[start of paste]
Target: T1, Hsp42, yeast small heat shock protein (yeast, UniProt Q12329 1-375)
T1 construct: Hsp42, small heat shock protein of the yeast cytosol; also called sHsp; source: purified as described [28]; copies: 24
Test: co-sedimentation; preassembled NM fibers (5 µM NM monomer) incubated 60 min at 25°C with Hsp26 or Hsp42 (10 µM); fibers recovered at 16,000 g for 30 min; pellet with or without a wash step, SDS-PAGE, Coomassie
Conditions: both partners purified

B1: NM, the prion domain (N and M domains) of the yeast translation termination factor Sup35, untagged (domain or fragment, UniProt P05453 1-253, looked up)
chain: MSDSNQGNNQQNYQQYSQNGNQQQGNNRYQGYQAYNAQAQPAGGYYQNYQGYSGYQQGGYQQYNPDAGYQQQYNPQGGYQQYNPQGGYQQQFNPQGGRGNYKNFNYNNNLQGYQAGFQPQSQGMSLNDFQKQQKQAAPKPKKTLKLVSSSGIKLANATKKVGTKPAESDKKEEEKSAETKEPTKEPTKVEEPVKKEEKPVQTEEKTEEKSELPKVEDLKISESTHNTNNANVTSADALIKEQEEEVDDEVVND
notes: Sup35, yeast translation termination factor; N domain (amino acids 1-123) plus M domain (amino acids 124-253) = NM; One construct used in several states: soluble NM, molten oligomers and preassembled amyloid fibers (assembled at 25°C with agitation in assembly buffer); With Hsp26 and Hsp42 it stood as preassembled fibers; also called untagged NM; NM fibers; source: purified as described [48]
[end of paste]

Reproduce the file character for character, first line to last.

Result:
Target: T1, Hsp42, yeast small heat shock protein (yeast, UniProt Q12329 1-375)
T1 construct: Hsp42, small heat shock protein of the yeast cytosol; also called sHsp; source: purified as described [28]; copies: 24
Test: co-sedimentation; preassembled NM fibers (5 µM NM monomer) incubated 60 min at 25°C with Hsp26 or Hsp42 (10 µM); fibers recovered at 16,000 g for 30 min; pellet with or without a wash step, SDS-PAGE, Coomassie
Conditions: both partners purified

B1: NM, the prion domain (N and M domains) of the yeast translation termination factor Sup35, untagged (domain or fragment, UniProt P05453 1-253, looked up)
chain: MSDSNQGNNQQNYQQYSQNGNQQQGNNRYQGYQAYNAQAQPAGGYYQNYQGYSGYQQGGYQQYNPDAGYQQQYNPQGGYQQYNPQGGYQQQFNPQGGRGNYKNFNYNNNLQGYQAGFQPQSQGMSLNDFQKQQKQAAPKPKKTLKLVSSSGIKLANATKKVGTKPAESDKKEEEKSAETKEPTKEPTKVEEPVKKEEKPVQTEEKTEEKSELPKVEDLKISESTHNTNNANVTSADALIKEQEEEVDDEVVND
notes: Sup35, yeast translation termination factor; N domain (amino acids 1-123) plus M domain (amino acids 124-253) = NM; One construct used in several states: soluble NM, molten oligomers and preassembled amyloid fibers (assembled at 25°C with agitation in assembly buffer); With Hsp26 and Hsp42 it stood as preassembled fibers; also called untagged NM; NM fibers; source: purified as described [48]